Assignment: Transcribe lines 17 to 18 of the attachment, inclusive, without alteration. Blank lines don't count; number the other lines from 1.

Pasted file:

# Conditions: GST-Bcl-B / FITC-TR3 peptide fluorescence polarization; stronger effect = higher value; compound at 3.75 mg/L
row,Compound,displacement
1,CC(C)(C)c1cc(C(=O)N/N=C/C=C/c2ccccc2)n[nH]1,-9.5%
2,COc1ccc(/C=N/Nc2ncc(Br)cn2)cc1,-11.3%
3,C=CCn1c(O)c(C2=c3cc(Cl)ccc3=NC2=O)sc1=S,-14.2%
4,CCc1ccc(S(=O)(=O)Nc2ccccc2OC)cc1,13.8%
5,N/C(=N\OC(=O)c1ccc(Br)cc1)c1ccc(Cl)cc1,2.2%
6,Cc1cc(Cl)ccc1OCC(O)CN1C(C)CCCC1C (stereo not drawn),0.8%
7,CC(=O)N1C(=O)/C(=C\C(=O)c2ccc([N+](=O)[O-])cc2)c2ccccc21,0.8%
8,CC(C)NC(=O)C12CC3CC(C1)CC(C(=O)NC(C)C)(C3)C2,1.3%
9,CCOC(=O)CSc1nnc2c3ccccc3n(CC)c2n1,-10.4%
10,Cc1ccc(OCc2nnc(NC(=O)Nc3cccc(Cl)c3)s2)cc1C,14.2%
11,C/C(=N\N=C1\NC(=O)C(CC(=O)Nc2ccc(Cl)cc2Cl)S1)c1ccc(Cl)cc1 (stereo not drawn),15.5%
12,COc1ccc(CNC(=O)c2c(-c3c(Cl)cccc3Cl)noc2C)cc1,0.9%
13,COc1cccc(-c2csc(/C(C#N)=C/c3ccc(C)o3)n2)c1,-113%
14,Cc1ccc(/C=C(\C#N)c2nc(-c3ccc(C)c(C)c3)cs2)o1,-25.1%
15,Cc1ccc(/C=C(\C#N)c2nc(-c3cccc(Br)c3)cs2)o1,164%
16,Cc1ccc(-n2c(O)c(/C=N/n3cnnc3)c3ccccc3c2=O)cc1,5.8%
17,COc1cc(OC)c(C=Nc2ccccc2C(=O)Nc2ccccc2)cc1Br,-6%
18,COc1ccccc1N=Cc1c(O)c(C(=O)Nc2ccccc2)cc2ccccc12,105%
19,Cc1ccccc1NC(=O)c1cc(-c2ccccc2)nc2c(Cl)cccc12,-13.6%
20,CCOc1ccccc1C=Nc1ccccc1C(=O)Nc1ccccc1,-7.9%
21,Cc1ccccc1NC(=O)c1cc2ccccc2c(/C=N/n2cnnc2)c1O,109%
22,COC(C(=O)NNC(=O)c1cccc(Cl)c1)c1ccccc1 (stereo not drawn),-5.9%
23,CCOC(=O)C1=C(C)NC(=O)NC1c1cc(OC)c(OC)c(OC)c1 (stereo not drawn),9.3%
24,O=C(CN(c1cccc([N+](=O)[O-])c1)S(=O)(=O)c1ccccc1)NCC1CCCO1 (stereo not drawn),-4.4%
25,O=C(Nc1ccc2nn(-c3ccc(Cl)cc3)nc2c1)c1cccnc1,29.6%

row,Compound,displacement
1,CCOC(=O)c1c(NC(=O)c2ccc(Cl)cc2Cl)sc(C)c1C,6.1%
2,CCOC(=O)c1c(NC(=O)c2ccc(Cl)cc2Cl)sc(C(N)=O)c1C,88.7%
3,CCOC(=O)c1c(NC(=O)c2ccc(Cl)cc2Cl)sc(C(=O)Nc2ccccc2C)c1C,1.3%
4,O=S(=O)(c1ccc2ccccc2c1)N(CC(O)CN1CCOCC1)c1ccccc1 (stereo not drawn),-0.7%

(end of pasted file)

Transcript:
15,Cc1ccc(/C=C(\C#N)c2nc(-c3cccc(Br)c3)cs2)o1,164%
16,Cc1ccc(-n2c(O)c(/C=N/n3cnnc3)c3ccccc3c2=O)cc1,5.8%